Tri-indenotriphenylene 1 is predicted to be a highly non-planar molecule, with a calculated barrier to inversion of >300 kJ mol[-1] at three different levels of semi-empirical theory.  Our own MNDO and PM3 SCF-MO calculations suggest that the origins of this large barrier are largely electronic, since molecular mechanics force fields (e.g. MM3) predict much lower barriers (~ 136 kJ mol-1), arising largely from angle strain. We also note that a barrier of this magnitude appears not to be an artefact of the restricted Hartree-Fock procedure, since in our hands a PM3 spin-unrestricted (UHF) biradical calculation also predicts a significant barrier (383 kJ mol-1). The negative component of the calculated molecular electrostatic potential of 1 is significantly distorted towards the convex face, an effect arising from a decreased p[pi]-p[pi] overlap destabilising the [pi] system on this side, a distorsion which indeed may be a general phenomenon in inducing an electrophilic [pi]-facial preference.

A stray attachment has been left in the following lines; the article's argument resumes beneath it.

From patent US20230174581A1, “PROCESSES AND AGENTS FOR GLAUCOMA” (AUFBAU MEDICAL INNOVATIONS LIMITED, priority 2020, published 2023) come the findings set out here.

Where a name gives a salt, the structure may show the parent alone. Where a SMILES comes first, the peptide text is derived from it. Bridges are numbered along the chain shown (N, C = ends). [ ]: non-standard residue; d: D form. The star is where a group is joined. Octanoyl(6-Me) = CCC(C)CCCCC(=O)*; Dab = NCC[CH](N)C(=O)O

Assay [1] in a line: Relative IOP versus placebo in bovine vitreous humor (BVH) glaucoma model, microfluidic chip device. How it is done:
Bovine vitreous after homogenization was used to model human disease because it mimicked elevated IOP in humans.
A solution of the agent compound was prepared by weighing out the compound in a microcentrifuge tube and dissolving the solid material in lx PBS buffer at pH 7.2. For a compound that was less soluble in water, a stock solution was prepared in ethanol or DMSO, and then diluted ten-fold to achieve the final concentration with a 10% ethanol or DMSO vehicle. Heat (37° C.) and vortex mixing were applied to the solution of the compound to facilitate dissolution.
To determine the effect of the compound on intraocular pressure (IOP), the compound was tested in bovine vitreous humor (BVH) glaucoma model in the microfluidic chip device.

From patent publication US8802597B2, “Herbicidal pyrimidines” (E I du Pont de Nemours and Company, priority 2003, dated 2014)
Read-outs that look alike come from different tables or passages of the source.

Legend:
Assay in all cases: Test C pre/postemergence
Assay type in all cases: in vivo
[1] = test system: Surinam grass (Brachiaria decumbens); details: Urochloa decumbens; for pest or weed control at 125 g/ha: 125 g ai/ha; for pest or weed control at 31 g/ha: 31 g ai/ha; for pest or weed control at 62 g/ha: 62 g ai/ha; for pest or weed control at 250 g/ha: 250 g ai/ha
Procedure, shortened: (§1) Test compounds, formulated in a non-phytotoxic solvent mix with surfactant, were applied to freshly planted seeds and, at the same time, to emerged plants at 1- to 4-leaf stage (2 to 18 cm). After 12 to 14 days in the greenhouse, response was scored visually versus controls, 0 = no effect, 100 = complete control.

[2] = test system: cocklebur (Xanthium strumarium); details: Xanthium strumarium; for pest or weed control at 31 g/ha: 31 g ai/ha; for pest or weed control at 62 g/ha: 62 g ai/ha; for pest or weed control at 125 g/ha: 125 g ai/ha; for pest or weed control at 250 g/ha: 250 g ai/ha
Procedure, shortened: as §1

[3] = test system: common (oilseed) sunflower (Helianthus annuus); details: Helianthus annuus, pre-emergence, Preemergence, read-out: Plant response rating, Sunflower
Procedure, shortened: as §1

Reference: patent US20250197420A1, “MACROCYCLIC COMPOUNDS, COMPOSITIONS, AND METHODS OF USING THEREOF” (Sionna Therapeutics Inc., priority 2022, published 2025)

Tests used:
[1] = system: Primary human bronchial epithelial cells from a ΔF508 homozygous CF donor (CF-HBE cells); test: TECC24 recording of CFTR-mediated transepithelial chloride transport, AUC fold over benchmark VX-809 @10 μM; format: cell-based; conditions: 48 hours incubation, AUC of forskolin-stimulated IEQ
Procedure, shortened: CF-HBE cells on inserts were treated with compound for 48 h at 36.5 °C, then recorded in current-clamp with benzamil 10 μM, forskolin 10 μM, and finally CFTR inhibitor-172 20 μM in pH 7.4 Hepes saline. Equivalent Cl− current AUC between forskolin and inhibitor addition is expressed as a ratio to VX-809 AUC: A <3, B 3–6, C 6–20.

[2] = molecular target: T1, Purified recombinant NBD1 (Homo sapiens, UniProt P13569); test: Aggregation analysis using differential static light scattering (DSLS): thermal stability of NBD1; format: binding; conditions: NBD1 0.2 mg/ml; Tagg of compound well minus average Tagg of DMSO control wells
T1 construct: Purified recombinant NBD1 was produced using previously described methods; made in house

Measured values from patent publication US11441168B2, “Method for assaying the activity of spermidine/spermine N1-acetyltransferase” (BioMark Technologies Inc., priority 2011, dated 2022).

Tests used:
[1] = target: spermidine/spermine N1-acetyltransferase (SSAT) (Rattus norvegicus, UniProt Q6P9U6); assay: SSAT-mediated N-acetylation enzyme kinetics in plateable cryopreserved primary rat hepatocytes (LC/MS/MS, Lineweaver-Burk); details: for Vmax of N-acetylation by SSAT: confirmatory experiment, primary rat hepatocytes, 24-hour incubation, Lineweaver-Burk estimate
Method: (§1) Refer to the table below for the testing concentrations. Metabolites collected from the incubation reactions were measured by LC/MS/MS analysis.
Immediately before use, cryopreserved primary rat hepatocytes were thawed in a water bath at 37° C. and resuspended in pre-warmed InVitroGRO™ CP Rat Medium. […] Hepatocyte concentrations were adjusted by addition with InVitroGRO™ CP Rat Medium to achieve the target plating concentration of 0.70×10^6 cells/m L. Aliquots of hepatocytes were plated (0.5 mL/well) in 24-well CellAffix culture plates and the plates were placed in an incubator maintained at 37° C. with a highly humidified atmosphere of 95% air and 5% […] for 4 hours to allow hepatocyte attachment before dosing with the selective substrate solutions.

The original reported preference for Li+ binding to the convex face is also reproduced using recently recently published PM3 lithium parameters (Table). Geometry optimisations starting with Li+ bound to the concave face of any of the four rings A-D result in the ion "creeping" to the outer rim of the system. Calculations on the convex face always gave u[6 ] structures localised to any of rings A-D. The phenomenon did not depend on the oxidation state of the metal, the doublet Li[*]complex showing the same behaviour. The metals Li+, Na+and K+ all have a precedent for coordination exclusively by [pi]-carbon ligands and hence the calculated preference of Na+ and K+ for a symmetrical structure with the ion lying in the concave face along the C3 symmetry axis of the molecule did not seem unreasonable, particularly since the MNDO parameters published by Bock[8 ] for Na and K are reported to reproduce molecular geometries well. Only one experimental gas phase benzene binding energy to an alkali metal is available, for Na+ ([Delta]Hexp 117 kJ mol-1)[10 ]. Whilst the predicted MNDO binding energy to benzene for Li+ ([Delta]Hcalc 207 kJ mol-1) appears reasonable in this context, that for Na+ ([Delta]Hcalc 301 kJ mol-1) and K+ ([Delta]Hcalc 362 kJ mol-1) are excessive. This is confirmed by the results at the RHF ab initio level; Li+ 170, Na+ 113 (6-31G* basis) or Na+ 83, K+ 58, Rb+ 49 (ECP-LAN1LDZ basis) and at the MP2/ECP-LAN1LDZ level; Na+ 87, K+ 58, Rb+ 48 kJ mol-1. We note that the LAN1LDZ basis does not include polarisation functions, and hence probably underestimates the binding energies.